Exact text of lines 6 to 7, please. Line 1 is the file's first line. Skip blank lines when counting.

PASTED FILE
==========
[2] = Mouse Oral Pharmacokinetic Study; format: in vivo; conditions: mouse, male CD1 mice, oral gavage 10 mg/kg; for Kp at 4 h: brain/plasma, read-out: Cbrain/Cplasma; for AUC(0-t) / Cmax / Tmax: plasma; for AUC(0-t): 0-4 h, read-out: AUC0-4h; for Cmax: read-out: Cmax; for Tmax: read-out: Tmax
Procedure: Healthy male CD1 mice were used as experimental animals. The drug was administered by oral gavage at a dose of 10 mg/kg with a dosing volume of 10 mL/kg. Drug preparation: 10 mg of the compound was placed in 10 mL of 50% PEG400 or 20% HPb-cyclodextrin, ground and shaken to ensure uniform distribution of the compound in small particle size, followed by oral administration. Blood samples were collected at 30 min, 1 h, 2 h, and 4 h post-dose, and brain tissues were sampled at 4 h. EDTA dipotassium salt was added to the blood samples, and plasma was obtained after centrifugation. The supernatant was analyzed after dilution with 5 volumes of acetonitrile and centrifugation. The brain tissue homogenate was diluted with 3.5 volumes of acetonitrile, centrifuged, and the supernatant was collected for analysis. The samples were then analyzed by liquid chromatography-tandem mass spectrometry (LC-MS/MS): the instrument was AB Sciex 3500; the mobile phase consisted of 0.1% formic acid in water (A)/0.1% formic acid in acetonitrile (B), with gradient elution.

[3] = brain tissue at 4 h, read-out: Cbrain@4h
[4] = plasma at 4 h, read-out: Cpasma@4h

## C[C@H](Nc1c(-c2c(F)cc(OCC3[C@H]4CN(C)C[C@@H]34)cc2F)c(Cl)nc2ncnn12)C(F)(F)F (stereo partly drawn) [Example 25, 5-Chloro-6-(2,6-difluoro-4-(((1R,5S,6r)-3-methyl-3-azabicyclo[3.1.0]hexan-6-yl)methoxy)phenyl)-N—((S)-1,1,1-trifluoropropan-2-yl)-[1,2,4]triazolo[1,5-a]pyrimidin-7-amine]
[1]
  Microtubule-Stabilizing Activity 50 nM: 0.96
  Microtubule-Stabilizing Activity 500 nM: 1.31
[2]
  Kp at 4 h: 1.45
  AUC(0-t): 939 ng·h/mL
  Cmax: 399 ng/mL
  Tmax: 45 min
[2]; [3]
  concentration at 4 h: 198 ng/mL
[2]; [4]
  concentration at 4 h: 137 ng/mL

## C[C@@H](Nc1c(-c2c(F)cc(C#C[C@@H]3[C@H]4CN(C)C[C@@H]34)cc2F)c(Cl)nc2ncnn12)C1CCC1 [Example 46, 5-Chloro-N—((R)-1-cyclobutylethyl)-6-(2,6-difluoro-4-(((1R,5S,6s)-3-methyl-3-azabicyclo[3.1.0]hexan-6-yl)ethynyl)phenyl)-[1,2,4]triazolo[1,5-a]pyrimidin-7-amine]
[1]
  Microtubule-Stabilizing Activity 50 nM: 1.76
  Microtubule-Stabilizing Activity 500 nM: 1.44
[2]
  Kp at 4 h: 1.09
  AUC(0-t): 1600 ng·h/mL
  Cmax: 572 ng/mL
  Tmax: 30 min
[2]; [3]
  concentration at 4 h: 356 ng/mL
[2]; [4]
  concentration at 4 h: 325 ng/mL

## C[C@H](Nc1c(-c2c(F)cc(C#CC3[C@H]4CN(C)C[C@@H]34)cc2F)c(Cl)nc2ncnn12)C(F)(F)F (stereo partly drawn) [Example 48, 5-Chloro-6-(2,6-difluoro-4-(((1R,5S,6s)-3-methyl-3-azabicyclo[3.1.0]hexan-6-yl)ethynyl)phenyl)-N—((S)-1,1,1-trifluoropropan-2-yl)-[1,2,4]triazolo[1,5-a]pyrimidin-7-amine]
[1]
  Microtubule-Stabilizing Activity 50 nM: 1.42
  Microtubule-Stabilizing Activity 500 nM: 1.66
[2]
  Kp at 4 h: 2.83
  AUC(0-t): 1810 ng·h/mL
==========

[1]
  Microtubule-Stabilizing Activity 50 nM: 0.96